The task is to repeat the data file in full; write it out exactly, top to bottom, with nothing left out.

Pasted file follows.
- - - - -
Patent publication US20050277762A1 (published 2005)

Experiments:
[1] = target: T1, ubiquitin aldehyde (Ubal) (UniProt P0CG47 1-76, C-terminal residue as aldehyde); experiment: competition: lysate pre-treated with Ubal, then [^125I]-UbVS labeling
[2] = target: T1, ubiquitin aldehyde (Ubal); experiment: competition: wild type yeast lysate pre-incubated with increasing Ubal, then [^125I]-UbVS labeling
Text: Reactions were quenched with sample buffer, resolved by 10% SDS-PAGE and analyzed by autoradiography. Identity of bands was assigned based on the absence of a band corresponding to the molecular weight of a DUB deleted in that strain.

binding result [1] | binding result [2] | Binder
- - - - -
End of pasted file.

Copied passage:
Patent publication US20050277762A1 (published 2005)

Experiments:
[1] = target: T1, ubiquitin aldehyde (Ubal) (UniProt P0CG47 1-76, C-terminal residue as aldehyde); experiment: competition: lysate pre-treated with Ubal, then [^125I]-UbVS labeling
[2] = target: T1, ubiquitin aldehyde (Ubal); experiment: competition: wild type yeast lysate pre-incubated with increasing Ubal, then [^125I]-UbVS labeling
Text: Reactions were quenched with sample buffer, resolved by 10% SDS-PAGE and analyzed by autoradiography. Identity of bands was assigned based on the absence of a band corresponding to the molecular weight of a DUB deleted in that strain.

binding result [1] | binding result [2] | Binder